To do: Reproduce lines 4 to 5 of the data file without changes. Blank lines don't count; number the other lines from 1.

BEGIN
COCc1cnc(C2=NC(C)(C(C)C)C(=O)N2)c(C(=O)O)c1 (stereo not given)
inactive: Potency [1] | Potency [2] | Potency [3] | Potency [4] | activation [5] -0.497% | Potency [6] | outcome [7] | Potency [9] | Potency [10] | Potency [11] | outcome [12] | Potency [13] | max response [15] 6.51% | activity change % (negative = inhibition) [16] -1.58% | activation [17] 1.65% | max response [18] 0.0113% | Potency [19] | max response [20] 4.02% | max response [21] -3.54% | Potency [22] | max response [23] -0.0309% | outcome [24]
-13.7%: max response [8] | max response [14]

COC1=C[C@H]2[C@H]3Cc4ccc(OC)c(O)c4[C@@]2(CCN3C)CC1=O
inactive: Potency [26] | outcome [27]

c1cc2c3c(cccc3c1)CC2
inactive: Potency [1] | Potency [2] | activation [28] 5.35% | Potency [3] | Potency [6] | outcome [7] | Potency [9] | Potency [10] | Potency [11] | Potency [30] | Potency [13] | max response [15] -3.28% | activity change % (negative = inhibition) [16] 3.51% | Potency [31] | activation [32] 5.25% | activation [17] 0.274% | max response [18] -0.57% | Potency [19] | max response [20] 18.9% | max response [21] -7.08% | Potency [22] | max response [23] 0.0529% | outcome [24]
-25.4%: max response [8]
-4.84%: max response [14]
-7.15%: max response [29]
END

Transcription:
COC1=C[C@H]2[C@H]3Cc4ccc(OC)c(O)c4[C@@]2(CCN3C)CC1=O
inactive: Potency [26] | outcome [27]